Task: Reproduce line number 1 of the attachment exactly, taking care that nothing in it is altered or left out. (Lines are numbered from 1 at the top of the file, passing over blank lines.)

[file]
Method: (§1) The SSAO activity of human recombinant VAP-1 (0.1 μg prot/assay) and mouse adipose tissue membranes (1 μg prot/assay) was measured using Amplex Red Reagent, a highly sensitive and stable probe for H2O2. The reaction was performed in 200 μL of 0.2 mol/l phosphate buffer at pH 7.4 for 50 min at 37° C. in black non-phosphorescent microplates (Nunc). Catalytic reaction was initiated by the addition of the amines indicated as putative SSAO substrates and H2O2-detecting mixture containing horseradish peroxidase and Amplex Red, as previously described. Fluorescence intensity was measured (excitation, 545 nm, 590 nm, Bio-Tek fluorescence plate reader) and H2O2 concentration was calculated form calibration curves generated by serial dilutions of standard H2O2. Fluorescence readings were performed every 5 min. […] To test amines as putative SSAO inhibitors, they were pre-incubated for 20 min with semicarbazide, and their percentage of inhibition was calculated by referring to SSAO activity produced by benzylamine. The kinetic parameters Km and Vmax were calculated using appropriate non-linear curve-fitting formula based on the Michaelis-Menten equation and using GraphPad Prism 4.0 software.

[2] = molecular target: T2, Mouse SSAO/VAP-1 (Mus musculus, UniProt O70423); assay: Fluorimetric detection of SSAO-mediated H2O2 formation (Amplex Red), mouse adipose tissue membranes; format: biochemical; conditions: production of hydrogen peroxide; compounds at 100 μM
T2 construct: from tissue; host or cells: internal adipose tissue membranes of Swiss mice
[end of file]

Method: (§1) The SSAO activity of human recombinant VAP-1 (0.1 μg prot/assay) and mouse adipose tissue membranes (1 μg prot/assay) was measured using Amplex Red Reagent, a highly sensitive and stable probe for H2O2. The reaction was performed in 200 μL of 0.2 mol/l phosphate buffer at pH 7.4 for 50 min at 37° C. in black non-phosphorescent microplates (Nunc). Catalytic reaction was initiated by the addition of the amines indicated as putative SSAO substrates and H2O2-detecting mixture containing horseradish peroxidase and Amplex Red, as previously described. Fluorescence intensity was measured (excitation, 545 nm, 590 nm, Bio-Tek fluorescence plate reader) and H2O2 concentration was calculated form calibration curves generated by serial dilutions of standard H2O2. Fluorescence readings were performed every 5 min. […] To test amines as putative SSAO inhibitors, they were pre-incubated for 20 min with semicarbazide, and their percentage of inhibition was calculated by referring to SSAO activity produced by benzylamine. The kinetic parameters Km and Vmax were calculated using appropriate non-linear curve-fitting formula based on the Michaelis-Menten equation and using GraphPad Prism 4.0 software.